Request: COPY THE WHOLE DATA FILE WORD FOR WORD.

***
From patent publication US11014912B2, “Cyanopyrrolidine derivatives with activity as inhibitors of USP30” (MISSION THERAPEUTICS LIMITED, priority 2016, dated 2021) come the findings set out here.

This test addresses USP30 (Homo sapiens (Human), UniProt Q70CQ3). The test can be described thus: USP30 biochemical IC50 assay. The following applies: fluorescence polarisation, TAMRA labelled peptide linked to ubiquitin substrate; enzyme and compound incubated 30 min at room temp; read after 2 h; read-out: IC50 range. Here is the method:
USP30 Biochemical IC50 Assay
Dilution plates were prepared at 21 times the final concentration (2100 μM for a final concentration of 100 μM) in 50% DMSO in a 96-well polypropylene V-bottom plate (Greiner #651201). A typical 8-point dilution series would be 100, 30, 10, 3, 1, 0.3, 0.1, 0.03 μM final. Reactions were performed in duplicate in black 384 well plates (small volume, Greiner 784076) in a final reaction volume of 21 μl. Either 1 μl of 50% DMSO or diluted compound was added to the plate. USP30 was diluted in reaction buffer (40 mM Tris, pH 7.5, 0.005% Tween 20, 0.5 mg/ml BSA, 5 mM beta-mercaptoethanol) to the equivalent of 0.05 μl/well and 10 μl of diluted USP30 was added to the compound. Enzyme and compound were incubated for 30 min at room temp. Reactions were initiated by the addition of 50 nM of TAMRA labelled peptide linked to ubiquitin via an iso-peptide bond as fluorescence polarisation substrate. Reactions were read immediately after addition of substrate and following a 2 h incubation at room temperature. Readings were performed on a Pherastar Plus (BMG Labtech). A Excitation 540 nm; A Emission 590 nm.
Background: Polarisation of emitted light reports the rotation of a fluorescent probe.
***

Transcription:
From patent publication US11014912B2, “Cyanopyrrolidine derivatives with activity as inhibitors of USP30” (MISSION THERAPEUTICS LIMITED, priority 2016, dated 2021) come the findings set out here.

This test addresses USP30 (Homo sapiens (Human), UniProt Q70CQ3). The test can be described thus: USP30 biochemical IC50 assay. The following applies: fluorescence polarisation, TAMRA labelled peptide linked to ubiquitin substrate; enzyme and compound incubated 30 min at room temp; read after 2 h; read-out: IC50 range. Here is the method:
USP30 Biochemical IC50 Assay
Dilution plates were prepared at 21 times the final concentration (2100 μM for a final concentration of 100 μM) in 50% DMSO in a 96-well polypropylene V-bottom plate (Greiner #651201). A typical 8-point dilution series would be 100, 30, 10, 3, 1, 0.3, 0.1, 0.03 μM final. Reactions were performed in duplicate in black 384 well plates (small volume, Greiner 784076) in a final reaction volume of 21 μl. Either 1 μl of 50% DMSO or diluted compound was added to the plate. USP30 was diluted in reaction buffer (40 mM Tris, pH 7.5, 0.005% Tween 20, 0.5 mg/ml BSA, 5 mM beta-mercaptoethanol) to the equivalent of 0.05 μl/well and 10 μl of diluted USP30 was added to the compound. Enzyme and compound were incubated for 30 min at room temp. Reactions were initiated by the addition of 50 nM of TAMRA labelled peptide linked to ubiquitin via an iso-peptide bond as fluorescence polarisation substrate. Reactions were read immediately after addition of substrate and following a 2 h incubation at room temperature. Readings were performed on a Pherastar Plus (BMG Labtech). A Excitation 540 nm; A Emission 590 nm.
Background: Polarisation of emitted light reports the rotation of a fluorescent probe.